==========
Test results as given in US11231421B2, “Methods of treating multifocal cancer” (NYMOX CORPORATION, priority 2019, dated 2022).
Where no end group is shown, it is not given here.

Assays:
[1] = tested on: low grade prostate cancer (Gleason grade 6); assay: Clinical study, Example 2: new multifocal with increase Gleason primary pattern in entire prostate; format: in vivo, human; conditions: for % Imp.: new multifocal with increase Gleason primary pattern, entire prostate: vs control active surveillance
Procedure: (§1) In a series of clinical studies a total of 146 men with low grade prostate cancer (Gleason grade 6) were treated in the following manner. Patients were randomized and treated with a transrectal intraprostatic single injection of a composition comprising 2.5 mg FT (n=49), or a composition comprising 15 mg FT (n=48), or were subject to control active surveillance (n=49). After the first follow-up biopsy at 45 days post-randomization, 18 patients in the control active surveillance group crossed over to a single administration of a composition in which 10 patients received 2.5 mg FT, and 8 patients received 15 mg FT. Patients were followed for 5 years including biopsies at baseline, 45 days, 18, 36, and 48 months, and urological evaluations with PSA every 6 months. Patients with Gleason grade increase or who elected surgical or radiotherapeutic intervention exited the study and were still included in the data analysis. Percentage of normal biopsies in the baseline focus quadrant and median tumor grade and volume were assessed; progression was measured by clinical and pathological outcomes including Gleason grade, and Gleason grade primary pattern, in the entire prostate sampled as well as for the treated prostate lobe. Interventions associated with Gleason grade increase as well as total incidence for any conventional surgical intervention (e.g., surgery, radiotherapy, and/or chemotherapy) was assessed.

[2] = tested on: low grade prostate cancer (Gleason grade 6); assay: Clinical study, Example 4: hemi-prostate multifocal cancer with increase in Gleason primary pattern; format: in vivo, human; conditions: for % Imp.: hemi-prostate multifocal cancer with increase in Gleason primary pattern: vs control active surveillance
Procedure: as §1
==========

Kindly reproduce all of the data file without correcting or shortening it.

Test results as given in US11231421B2, “Methods of treating multifocal cancer” (NYMOX CORPORATION, priority 2019, dated 2022).
Where no end group is shown, it is not given here.

Assays:
[1] = tested on: low grade prostate cancer (Gleason grade 6); assay: Clinical study, Example 2: new multifocal with increase Gleason primary pattern in entire prostate; format: in vivo, human; conditions: for % Imp.: new multifocal with increase Gleason primary pattern, entire prostate: vs control active surveillance
Procedure: (§1) In a series of clinical studies a total of 146 men with low grade prostate cancer (Gleason grade 6) were treated in the following manner. Patients were randomized and treated with a transrectal intraprostatic single injection of a composition comprising 2.5 mg FT (n=49), or a composition comprising 15 mg FT (n=48), or were subject to control active surveillance (n=49). After the first follow-up biopsy at 45 days post-randomization, 18 patients in the control active surveillance group crossed over to a single administration of a composition in which 10 patients received 2.5 mg FT, and 8 patients received 15 mg FT. Patients were followed for 5 years including biopsies at baseline, 45 days, 18, 36, and 48 months, and urological evaluations with PSA every 6 months. Patients with Gleason grade increase or who elected surgical or radiotherapeutic intervention exited the study and were still included in the data analysis. Percentage of normal biopsies in the baseline focus quadrant and median tumor grade and volume were assessed; progression was measured by clinical and pathological outcomes including Gleason grade, and Gleason grade primary pattern, in the entire prostate sampled as well as for the treated prostate lobe. Interventions associated with Gleason grade increase as well as total incidence for any conventional surgical intervention (e.g., surgery, radiotherapy, and/or chemotherapy) was assessed.

[2] = tested on: low grade prostate cancer (Gleason grade 6); assay: Clinical study, Example 4: hemi-prostate multifocal cancer with increase in Gleason primary pattern; format: in vivo, human; conditions: for % Imp.: hemi-prostate multifocal cancer with increase in Gleason primary pattern: vs control active surveillance
Procedure: as §1